Yoga: Teaching or TVing?

16 08 2008
Used under creative commons license from flickr user Eric_Lon

Used under creative commons license from flickr user Eric_Lon

by Derek Beres

The other day one of my students mentioned that he saw a yoga class advertised as having “no chanting, or any of that spiritual stuff.” I have come across such protestations from the anti-foo-foo crowd before, or at least from cautious marketers trying to capture a corner of the growing population that wants a physical workout without that other “stuff.”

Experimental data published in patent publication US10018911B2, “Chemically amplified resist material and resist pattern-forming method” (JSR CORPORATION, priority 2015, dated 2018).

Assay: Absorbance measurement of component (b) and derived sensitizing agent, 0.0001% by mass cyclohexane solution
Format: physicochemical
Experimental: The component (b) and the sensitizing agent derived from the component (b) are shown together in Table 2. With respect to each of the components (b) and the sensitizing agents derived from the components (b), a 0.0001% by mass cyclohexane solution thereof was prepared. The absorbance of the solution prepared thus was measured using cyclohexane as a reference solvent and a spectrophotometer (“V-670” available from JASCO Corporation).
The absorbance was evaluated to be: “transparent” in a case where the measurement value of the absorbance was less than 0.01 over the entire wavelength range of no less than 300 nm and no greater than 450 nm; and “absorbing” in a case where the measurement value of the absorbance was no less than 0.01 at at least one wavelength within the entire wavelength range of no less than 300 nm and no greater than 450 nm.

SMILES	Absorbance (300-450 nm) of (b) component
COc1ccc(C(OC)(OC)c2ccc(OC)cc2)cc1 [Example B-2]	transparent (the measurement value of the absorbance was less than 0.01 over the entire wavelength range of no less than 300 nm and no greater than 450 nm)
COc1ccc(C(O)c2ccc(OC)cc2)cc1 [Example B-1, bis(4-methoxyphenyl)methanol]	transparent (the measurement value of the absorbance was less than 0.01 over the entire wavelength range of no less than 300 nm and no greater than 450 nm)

As an instructor, I admittedly avoid talking about “spirituality.” It’s too abstract for me; yoga is a foundational tool for building awareness, so my talks tend to lean towards psychology and behavior, not concepts that may or may not be true. When you separate spirit from matter, you’re admitting defeat in the comprehension of union.

Overall, a fundamental connection to the intention of the practice should be adhered to. While self-realization may not have been the initial goal—yoga was most likely the invention of warriors quieting their mind for battle, and as it evolved it became more of a vehicle for community—when it merged with the Samkhya tradition, yoga was all about turning the mirror unto and into one’s self.

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